“As Japan points towards the 2020 Tokyo Olympic games, I firmly believe that the next several years will be very critical in designing a future of our nation.” says Shingo Tsuji, President & CEO, Mori Building. "We look forward to adapting their cutting-edge technologies and out-of-the-box thinking to develop leading futuristic global cities."

The monetary windfall of this building activity, including Mori’s, has been estimated at around ¥1.2 to ¥3 trillion worth of demand being generated over seven years. That’s the modest end of expectations: one Daiwa analyst in Tokyo has put a ¥100 trillion tag on the impact of the infrastructure upgrades.


Kitaoka says ANZCCJ is best placed as facilitator between the opportunities generated by the games and businesses in the region. She said she would be happy to hear from firms with expertise in areas such as logistics, sporting events management, construction and architecture or service provision.

But the biggest opportunities, according to long-term Tokyo resident and technology and media entrepreneur, Kiwi-Australian Terrie Lloyd, are tourism related.

Lloyd runs the Japan Travel KK company, which he says represents the largest content creator for inbound travel and is the second largest site for traffic. He says it is boom time for incoming tourist industries.

“It’s not the event itself that has value for the host venue but rather the increased international awareness,” he says, referring to the buzz surrounding the games and a weaker yen bringing in hundreds of thousands of extra visitors.

“The Japanese government already has a stated goal of hitting 20 million visitors by 2020 and so the Olympics are a point of leverage and a culmination of achieving that goal.”

Even before the massive lull caused by the 2011 nuclear meltdown, Japan managed to pull in a paltry 8 million visitors a year. This week the Japanese government announced that figure had just surpassed 10 million by early September. It expects 12 million visitors by the end of the year.

“The government is significantly ramping up its budget for attracting and satisfying foreign tourists and we are seeing plenty of work come our way because of that,” Lloyd says.


Keen not to miss this opportunity, Tokyo has launched a set of initiatives aimed at facilitating the boom including "Special Zones" and relaxation of travel restrictions.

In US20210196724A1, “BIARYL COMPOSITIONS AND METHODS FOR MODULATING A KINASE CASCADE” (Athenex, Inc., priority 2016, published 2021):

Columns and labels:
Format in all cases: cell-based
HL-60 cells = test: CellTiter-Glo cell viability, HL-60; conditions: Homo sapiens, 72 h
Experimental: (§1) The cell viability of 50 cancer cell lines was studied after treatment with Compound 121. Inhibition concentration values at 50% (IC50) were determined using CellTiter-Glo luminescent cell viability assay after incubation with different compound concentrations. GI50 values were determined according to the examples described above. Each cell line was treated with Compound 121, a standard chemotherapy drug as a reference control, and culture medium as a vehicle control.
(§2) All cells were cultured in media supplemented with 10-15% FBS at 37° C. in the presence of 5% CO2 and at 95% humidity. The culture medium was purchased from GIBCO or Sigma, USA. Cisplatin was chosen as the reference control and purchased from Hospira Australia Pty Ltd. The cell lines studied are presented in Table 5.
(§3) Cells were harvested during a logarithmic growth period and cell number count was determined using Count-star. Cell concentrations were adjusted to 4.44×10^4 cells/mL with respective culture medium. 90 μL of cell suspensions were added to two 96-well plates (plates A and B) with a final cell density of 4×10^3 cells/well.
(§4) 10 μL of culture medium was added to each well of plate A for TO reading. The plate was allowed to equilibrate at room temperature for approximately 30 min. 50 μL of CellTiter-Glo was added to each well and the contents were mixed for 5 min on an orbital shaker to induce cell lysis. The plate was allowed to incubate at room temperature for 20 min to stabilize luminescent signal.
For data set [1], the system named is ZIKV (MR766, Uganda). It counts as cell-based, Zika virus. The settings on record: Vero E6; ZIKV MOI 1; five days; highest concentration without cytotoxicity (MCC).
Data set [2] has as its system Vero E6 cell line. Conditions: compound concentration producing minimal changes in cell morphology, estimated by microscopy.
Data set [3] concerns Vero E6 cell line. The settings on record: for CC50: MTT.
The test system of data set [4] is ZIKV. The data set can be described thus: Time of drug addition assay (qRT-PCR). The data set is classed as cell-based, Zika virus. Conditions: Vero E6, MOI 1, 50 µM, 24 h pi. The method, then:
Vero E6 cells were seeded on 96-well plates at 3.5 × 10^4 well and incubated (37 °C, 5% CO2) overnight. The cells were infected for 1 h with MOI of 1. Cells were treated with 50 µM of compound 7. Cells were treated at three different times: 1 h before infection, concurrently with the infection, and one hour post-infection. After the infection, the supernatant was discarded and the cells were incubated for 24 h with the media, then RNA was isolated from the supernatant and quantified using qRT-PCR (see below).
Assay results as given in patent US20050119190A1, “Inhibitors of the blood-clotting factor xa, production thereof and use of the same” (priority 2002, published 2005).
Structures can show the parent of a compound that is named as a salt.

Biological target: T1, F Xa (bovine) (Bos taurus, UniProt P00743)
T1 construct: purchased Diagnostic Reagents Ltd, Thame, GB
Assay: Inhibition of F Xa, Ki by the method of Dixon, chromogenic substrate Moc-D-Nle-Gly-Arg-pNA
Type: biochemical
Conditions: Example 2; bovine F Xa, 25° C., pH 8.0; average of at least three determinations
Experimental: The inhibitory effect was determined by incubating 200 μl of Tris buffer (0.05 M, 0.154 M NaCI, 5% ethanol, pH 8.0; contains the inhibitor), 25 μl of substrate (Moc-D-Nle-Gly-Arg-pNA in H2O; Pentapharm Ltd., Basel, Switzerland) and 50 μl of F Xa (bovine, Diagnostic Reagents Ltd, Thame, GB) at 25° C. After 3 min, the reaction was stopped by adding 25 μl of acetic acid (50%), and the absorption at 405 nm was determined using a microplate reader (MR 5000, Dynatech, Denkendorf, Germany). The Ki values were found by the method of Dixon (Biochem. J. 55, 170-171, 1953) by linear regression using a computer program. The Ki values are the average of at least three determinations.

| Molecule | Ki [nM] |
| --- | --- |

The Tokyo Metropolitan Government launched the 'Special Zone for Asian Headquarters' project as a new plan to attract foreign companies to Tokyo, with the aim to make Tokyo the preferred site in the Asian region for regional headquarters and Research & Development.

Meanwhile the central government opened up Thai/Malay visas last year, and Indonesian visas this year, meaning the number of South Eastern Asians traveling to Japan is expected to double.

“That plus those coming to Japan out of curiosity before the Olympics will probably boost the numbers to 20 million,” Lloyd says.

“Japan is on the cusp of a major tourist boom that will require the expansion of the infrastructure and attractions by at least 100 per cent. That is a very significant trend and it will happen in just 5 years.”

Nearer the start of the Olympics themselves, about three months out from the event and in some cases several years before, training facilities to acclimatise athletes will also be required. The Japanese government has specifically asked foreign embassies if outside firms could take on the task.

The Japan External Trade Organisation JETRO has a website listing tender procurement opportunities in English.

“We are welcoming foreign investors with open arms,” Daisaku Yukita of the Invest Japan division of Jetro says. “There is no discrimination against firms who meet the conditions.”

Michael Fitzpatrick is a Tokyo-based journalist with more than two decades experience. He has worked around the world, writing and broadcasting for the Guardian, the BBC, the NY Times, Fortune magazine, the Daily Telegraph, the Independent (UK and Ireland), The Times, the Irish Times, and the Daily Mail (UK).

The views and opinions expressed in this communication are those of the author and may not necessarily state or reflect those of ANZ.